April 25, 2012

Why a happy environment makes employees work harder

I spotted how this reciprocal behaviour could be achieved very early on school. I realised that teachers could determine the classroom ambience and how hard we worked during the class based on how they treated us. The way I remember it, even from primary school, was that I always went home and did extra work for the teacher I liked the most, by which I mean who was the nicest, the most engaging. This wasn’t because they had asked me to, but because I wanted to make them that extra little bit prouder of me.

It was no coincidence that the teachers I liked were also those teachers that made learning fun, and therefore I began to enjoy and understand the work more.

They’d be the teachers who let us work outside on a sunny day, would take on amusing accents during a scene of Taming of the Shrew and make us feel invincible whilst subtly catering for our individual needs.

Alternatively, later on, when growing up as a young and dramatic teenager with raging hormones, I was a classroom nightmare to the ones I didn’t like or who I was convinced didn’t like me. It’s pretty incredible how long teenage girls can hold grudges for, and with such venom, which can then lead to them turning off all spark and interest completely. Which then, in my case, lead to certain teachers alerting my parents to the fact I probably had an ASBO.

This theory is not too dissimilar in the workplace. Although there isn’t that layer of teenage angst getting in the way, the personality and temperament of your boss can make or break the way in which you react to their demands. By knowing before anything else that they care about your wellbeing and happiness in the workplace, it creates an extra level of energy when taking on a task. If there is a level of care to the relationship then they often begin to morph into more of a mentor rather than just shouting down at you like a scary headmaster. Inspiring your colleagues through sharing personal experience, knowledge and creating fun can often be more rewarding than sitting in a training room.

To me, this relationship with teachers/mentors is as simple as this: to respect someone, you have to like them; and by caring what opinion they have of you, makes you want to impress them.

Happiness in the workplace does not only come from having a nice boss however (although it helps). It also comes from having that support network of warm colleagues around you that ‘just get it’. Whether it’s going outside for an unadulterated rant or providing that knowing look of ‘me too’ when you are feeling overworked and under-appreciated, it’s those people that can easily turn a bad day into a great one. Being able to all join forces after the working day is over and discuss goals, inspirations, feelings and insecurities is all part of the development process. Happy teams are the most successful teams.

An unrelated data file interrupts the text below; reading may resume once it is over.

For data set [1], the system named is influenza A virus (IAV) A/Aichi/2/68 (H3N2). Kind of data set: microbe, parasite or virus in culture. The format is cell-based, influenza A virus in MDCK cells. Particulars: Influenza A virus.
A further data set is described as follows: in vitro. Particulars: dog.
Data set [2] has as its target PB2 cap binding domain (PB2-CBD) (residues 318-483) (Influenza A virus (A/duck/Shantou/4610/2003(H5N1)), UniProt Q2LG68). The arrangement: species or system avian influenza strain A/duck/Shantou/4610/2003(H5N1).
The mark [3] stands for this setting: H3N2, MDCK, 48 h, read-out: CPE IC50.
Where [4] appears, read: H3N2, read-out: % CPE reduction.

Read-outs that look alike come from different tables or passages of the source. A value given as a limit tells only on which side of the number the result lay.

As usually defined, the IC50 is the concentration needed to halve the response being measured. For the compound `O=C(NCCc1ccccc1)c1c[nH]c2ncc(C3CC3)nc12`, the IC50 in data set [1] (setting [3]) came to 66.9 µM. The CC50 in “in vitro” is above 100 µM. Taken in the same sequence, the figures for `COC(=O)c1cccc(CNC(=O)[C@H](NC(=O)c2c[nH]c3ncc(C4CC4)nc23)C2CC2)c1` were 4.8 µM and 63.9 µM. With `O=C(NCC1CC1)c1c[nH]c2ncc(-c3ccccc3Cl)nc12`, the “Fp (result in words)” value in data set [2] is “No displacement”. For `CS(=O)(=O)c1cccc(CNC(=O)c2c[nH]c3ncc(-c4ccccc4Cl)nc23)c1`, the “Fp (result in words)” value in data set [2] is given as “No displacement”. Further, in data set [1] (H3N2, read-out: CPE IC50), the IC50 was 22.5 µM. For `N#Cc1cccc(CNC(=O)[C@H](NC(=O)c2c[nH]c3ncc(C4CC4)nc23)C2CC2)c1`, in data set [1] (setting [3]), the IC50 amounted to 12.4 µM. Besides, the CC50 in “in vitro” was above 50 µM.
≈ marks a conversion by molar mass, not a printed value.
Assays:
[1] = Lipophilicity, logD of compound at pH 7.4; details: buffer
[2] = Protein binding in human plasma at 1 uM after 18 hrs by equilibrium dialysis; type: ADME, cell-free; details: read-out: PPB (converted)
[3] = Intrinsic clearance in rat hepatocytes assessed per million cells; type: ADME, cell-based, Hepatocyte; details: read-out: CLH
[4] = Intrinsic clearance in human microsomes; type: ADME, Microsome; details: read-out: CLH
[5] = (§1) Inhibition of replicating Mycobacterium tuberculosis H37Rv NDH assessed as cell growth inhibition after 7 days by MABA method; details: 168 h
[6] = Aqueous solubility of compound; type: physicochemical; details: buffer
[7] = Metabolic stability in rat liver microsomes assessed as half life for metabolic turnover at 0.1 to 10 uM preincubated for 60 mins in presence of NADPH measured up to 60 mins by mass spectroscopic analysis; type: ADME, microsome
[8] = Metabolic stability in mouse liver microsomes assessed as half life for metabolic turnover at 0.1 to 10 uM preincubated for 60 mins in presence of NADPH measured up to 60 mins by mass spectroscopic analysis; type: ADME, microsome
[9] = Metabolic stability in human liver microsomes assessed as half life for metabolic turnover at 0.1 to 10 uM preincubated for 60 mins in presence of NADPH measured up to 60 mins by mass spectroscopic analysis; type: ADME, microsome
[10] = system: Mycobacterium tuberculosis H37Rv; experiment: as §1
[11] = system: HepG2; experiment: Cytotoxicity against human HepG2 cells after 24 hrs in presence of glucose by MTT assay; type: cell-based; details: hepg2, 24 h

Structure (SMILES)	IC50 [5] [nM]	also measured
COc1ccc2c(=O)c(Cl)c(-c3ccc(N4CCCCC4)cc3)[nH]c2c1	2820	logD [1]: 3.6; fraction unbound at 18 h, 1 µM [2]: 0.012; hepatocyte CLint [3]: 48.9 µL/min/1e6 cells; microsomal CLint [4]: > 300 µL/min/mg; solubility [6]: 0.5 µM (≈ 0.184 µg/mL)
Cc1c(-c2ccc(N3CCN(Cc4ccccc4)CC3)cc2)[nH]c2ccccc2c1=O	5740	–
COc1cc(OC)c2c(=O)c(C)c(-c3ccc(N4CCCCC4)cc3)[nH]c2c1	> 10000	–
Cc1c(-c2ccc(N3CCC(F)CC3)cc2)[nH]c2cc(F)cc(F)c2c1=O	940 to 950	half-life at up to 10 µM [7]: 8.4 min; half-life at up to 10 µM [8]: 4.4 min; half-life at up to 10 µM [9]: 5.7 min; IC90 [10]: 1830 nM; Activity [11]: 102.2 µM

My top 5 positive things that occur when you’re happy at work:

  • You share more knowledge: When you like the place and the people at work, you care more about the bigger picture and the future of the company as a whole. This means not just investing your time and patience in the smaller daily tasks, but thinking outside the box and thinking of how you could help more of the long-term business strategies that will contribute to benefiting the company overall.
  • You learn faster: When you feel happy and at ease with your colleagues in the workplace, you feel more comfortable asking questions or opinions. This means more talking and less email. It also means more collaboration and more opportunity to learn, resulting in faster problem solving.
  • You are more creative:  Being happy means being more optimistic and therefore opens you to naturally believing that things are easily achievable. Whether it’s brainstorming, weighing up a possibility or writing a hefty document, if you are in a happy, fulfilling environment, you are more likely to make your idea come to life with an added feeling of motivation.
  • You put more effort in: Happier people have more energy. You only need to look at Tigger from Winnie the Pooh to see evidence. Physical energy is a key component of success, that motivational of wanting to do more, travel more, attend more events and make more of a difference overall by being present. Having this energy to want to succeed turns something you normally you just ‘say’ into something you actually ‘do’.
  • You stay at the company longer: A high employee turnover is not a good thing. Although of course it is important to get new, fresh people through the door, it’s also crucial to have a team of long-standing company campaigners who know how the system works and encapsulate the internal identity of the company brand. These are the people that keep the company firmly cemented as a something ‘one of its kind’ and not just another building with new employees constantly coming in and out.

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